On the wisdom of the grasshopper

Elon Musk wants you to be the ant. But make room for the grasshopper, too

Fresno Bee, May 29, 2023

Elon Musk recently suggested it is “morally wrong” to work remotely. He said it wasn’t fair for “the laptop class” to work outside the office while others toil in the factory. In the same interview, Musk said that he works seven days a week, sleeps six hours a day, and only takes a couple of days off per year.

A workaholic boss is not the best source of wisdom about the morality of work. Is there a virtue in toil? Or is the laptop class wise to phone it in?

The fable of the ant and the grasshopper comes to mind. This allegory can help us clarify our intuitions about the morality of work. The grasshopper spends the summer fiddling, while the ant labors under the hot sun. When winter comes, the anthill is stocked with food. And all the grasshopper has is memories of the music of summer.

Of course, human beings are not insects. We invent technologies to make work easier and more efficient. Repetitive tasks are mechanized. Robots do the heavy lifting. Computers and AI will make it possible for us to have even more free time.

Almost a hundred years ago, the philosopher Bertrand Russell proposed that human beings should work about four hours per day. Some work is necessary. But Russell argued that work is not an end-in-itself. The higher goods of civilization such as music, art and science are products of leisure. Russell said that only a “foolish asceticism” would make anyone insist on working in “excessive quantities.”

We should also question the distribution of leisure, income, and wealth. The mechanization revolution is uneven and unfair. While the laptop class sits at home, calloused human hands pick our food, and millionaires live off interest income. The hardest manual labor is often paid the least. The ants and grasshoppers of modern capitalism show us unfairness in the system.

Forcing folks to return to the office won’t solve the fairness problem. But the shift away from the office does create other economic problems. There are empty office buildings. And the ancillary workforce of janitors, parking attendants and coffee shop workers will lose jobs. But if office work is not necessary, we could repurpose those empty buildings, and find other jobs for those workers.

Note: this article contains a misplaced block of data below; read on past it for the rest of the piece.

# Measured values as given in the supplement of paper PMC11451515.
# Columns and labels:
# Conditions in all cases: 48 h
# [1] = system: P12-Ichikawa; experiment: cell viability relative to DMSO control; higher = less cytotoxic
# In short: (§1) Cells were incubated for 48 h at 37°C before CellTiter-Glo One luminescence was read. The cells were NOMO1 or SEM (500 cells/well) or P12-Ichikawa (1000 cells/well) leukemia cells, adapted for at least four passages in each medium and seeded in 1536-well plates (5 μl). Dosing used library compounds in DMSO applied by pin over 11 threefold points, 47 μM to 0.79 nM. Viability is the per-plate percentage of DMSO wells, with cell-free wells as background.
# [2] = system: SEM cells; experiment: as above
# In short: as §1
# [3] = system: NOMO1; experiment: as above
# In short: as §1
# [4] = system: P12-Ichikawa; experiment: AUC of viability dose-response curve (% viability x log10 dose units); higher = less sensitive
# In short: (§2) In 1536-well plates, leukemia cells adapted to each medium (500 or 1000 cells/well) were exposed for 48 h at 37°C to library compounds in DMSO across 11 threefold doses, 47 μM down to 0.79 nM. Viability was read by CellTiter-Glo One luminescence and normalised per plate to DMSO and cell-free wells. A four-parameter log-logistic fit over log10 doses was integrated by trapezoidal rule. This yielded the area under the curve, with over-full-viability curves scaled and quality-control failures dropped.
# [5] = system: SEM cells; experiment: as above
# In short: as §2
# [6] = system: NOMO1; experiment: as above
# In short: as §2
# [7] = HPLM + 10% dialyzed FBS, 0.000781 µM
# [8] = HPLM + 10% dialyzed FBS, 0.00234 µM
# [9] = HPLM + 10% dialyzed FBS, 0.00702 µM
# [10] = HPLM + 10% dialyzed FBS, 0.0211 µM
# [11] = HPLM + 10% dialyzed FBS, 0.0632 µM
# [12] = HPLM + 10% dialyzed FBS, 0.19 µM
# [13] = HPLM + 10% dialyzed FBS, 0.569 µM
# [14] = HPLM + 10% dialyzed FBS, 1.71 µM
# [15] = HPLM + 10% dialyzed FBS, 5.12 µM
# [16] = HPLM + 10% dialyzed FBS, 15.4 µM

Another concern is about the social aspect of work. Laptop laborers don’t chat at the proverbial water cooler. Nor do they care about office parties or lunch meetings. There is some value in those informal chats. But the technology revolution now allows creative conversations to occur on Zoom or email.

The biggest question here is about the value of work in our conception of a good life. This takes us back to Elon Musk’s own work life. Even before his recent interview, Musk bragged about how hard he works, often sleeping at his Tesla factories. When he acquired Twitter, he slept in the office there, as well.

Some entrepreneurs may see Musk as a model to be emulated. But his life seems sad, frankly. What about family life? Or taking a hike in nature? Or a day at the beach, or a weekend music festival? And what about a summer afternoon lounging by the pool with a good book? Most of the best of human life occurs outside of work, in our free time.

Ants build impressive anthills. But the work of the creative imagination is done by grasshoppers. Humans play and sing. We don’t aspire to the drudgery of the anthill. Our playful, creative spirit gives us architecture, art, literature, music and a sense of justice. These human goods are leisure activities. It is in our free time that we are most fully human.

When the mind wanders and explores, we dream of a world beyond the anthill. These dreams led human beings to invent technologies that make life and work easier. We also imagine a world that is fairer, and more humane.

As summer approaches, it’s worth considering the value of play and free time. There is no sense in working for the sake of work. And while the workaholic bosses in the anthill may warn against the idleness of the grasshoppers, it’s worth pointing out that human beings are not insects, and that human life is richer than work.

Read more at: https://www.fresnobee.com/opinion/readers-opinion/article275806896.html#storylink=cpy